Management by objectives and role of personnel

Management by objectives and role of personnel

The first step in a systematic approach to the management and organization of a health laboratory begins with the establishment of general goals and specific objectives by the laboratory staff. The use of such objectives for purposes of management is known as management by objectives (MBO).

Management by objectives and role of personnel

In order to achieve these objectives, the laboratory must have adequate facilities, equipment and supplies, and an adequate number of qualified personnel. As used here, goals are those general and qualitative statements of overall philosophy of the organization. An example of a goal is “a commitment by the hospital laboratories to be a vital component of a hospital whose goal is to provide a patient care environment of excellence, to serve the community, and to serve as a setting for clinical teaching.

The goal should be consistent with the organizational structure, the management style of the laboratory director, and the available resources. In turn, such goals should influence the future programs of the laboratory and the activities of the director and lab staff.


The types of goals set for a laboratory will vary greatly. For instance, the goals for operation of an office laboratory with two physicians are different from those of a reference laboratory serving thousands of patients over a large geographic area. A useful exercise for a new laboratory is to write the overall goals of the lab after discussions with appropriate persons in the organization. As part of this process, laboratory directors should encourage written input from each organization level toward the development of the goals and objectives.

Such written goals may be organized as follows:

1. A statement of the primary external goals of the laboratory
2. A statement of the secondary and tertiary goals of the lab in reference to service, research, or education.
3. A statement in reference to the management philosophy of and need for cost effectiveness.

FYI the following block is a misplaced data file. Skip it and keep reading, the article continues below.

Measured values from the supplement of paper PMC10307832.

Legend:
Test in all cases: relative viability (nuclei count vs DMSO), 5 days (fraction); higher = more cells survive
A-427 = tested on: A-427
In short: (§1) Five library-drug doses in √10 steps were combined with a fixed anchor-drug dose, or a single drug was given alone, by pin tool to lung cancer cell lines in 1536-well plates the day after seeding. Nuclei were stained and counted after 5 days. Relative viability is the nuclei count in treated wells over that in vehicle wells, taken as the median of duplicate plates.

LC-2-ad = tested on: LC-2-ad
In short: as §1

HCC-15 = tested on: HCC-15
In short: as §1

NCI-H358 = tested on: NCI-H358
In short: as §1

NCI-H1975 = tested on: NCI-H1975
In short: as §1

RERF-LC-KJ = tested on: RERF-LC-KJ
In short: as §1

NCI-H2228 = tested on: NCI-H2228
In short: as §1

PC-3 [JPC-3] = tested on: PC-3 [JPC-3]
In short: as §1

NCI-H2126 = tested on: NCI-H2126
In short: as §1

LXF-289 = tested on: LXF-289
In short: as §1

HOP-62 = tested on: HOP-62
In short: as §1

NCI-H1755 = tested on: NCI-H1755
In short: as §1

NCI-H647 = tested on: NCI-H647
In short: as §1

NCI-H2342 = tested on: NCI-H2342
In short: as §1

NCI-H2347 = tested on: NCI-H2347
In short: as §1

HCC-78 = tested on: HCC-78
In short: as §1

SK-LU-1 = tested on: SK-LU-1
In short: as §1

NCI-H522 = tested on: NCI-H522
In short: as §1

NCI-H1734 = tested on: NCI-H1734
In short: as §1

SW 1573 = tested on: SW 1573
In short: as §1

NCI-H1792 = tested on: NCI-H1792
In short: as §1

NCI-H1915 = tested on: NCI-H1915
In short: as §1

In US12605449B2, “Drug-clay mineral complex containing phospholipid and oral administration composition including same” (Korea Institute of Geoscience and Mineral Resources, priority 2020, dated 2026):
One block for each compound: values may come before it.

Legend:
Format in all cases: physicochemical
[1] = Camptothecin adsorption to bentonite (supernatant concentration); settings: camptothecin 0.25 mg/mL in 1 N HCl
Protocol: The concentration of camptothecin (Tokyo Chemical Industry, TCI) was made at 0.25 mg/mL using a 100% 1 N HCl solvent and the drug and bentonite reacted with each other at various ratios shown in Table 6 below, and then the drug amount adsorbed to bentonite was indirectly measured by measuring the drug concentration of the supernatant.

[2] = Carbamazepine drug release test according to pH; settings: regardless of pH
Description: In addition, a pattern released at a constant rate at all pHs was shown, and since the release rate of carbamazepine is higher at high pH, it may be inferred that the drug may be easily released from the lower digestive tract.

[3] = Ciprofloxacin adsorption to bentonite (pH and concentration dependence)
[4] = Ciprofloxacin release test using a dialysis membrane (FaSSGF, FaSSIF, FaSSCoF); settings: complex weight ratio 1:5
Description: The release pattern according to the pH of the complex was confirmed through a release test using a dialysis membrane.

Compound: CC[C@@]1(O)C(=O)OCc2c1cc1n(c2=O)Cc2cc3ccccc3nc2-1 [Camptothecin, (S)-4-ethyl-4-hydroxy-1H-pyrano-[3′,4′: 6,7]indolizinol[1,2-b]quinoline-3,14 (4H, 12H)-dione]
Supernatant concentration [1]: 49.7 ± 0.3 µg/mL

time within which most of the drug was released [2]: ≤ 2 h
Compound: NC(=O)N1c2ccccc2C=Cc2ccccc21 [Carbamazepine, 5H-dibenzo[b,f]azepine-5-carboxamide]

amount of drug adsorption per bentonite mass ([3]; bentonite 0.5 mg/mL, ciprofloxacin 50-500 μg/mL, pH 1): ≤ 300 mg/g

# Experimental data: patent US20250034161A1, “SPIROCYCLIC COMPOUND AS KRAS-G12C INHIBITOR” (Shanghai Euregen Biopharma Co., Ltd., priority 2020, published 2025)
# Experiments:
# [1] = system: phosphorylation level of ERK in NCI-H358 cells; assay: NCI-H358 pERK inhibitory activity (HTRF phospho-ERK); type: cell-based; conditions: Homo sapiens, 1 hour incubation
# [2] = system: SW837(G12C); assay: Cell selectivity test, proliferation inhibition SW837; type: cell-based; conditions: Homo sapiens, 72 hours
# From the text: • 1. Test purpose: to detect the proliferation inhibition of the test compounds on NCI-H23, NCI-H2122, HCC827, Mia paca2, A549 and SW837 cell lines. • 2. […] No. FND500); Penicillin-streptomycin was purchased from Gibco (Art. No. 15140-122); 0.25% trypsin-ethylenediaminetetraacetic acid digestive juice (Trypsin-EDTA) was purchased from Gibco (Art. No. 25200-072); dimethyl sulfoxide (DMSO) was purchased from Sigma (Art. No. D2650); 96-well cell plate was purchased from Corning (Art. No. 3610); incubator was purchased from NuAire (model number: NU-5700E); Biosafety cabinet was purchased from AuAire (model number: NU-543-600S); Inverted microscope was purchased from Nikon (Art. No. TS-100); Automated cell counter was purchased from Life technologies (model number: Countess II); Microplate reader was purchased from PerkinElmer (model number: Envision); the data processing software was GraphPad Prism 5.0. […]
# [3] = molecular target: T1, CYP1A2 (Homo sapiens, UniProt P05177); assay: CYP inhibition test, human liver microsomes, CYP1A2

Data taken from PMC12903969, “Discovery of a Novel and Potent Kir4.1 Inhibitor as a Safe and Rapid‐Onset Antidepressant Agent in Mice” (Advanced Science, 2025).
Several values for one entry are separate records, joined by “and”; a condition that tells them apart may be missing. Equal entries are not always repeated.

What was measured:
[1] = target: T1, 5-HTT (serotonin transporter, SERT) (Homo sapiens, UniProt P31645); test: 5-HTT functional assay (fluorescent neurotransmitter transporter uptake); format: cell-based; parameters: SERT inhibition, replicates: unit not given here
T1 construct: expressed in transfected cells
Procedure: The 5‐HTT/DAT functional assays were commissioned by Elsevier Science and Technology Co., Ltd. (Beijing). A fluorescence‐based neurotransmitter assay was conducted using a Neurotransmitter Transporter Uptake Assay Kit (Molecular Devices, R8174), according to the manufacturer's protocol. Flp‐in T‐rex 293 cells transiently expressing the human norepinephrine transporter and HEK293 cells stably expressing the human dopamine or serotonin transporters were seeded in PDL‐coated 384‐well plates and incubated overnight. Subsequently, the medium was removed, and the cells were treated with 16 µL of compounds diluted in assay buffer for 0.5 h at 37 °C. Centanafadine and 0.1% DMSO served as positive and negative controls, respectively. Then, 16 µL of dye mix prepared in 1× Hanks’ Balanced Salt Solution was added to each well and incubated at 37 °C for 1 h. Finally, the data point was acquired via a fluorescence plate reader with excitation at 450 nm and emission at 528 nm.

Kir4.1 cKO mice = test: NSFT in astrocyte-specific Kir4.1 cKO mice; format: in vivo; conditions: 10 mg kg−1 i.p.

4. A statement as to what kind of environment is desired in the laboratory with respect to interpersonal relationships, working conditions, and attitudes toward teaching and scholarly activities.

Management by objectives is a process of formulation, performance and assessment, and as such it provides means of focus on pertinent factors and issues that affect the practice of lab medicine. As a tool of management, MBO encourages discussion, interaction, and consensus decision making among all organizational levels of the laboratory. Good management means getting work done. A well-organized laboratory service is efficient, and produces work of high standard in a safe and pleasant working environment.

The main steps to good management are:

• Setting up the main working room

• Arranging stocks of laboratory items

• Establishing routine procedures for disinfection and disposal.

• Establishing good communication with clinicians

• Organizing patient flow

• Keeping laboratory records

• Ordering laboratory supplies

• Organizing staff activities

• Establishing a reliable quality control system

• Setting planned programme for lab personnel trainings to the highest possible qualification

• Setting plans for enhancing the lab activities to the highest possible technical level

Role of Laboratory in Health Care Personnel

The laboratory is an integral part of a nation’s health service. It gives the service a scientific foundation by providing accurate information to clinicians and to other responsible bodies for:

• Treating patients

• Deciding health priorities and allocating resources.

• Monitoring the development and spread of infections pathogens as well as status of non-infectious acute or chronic diseases or their markers; tumor markers, hormones, cancer cells, etc.

• Investigating preventable premature loss of life.

• Deciding effective control measures against major prevalent diseases.

Without reliable laboratory support:

• Patients are less likely to receive the best possible care.


• Resistance to essential drugs will continue to spread.

• The sources of disease may not be identified correctly.

• Epidemics and the spread of major communicable diseases will not be checked reliably.

• Valuable financial and human resources may be diverted to ineffective `control measures.



Leave a Reply

%d bloggers like this: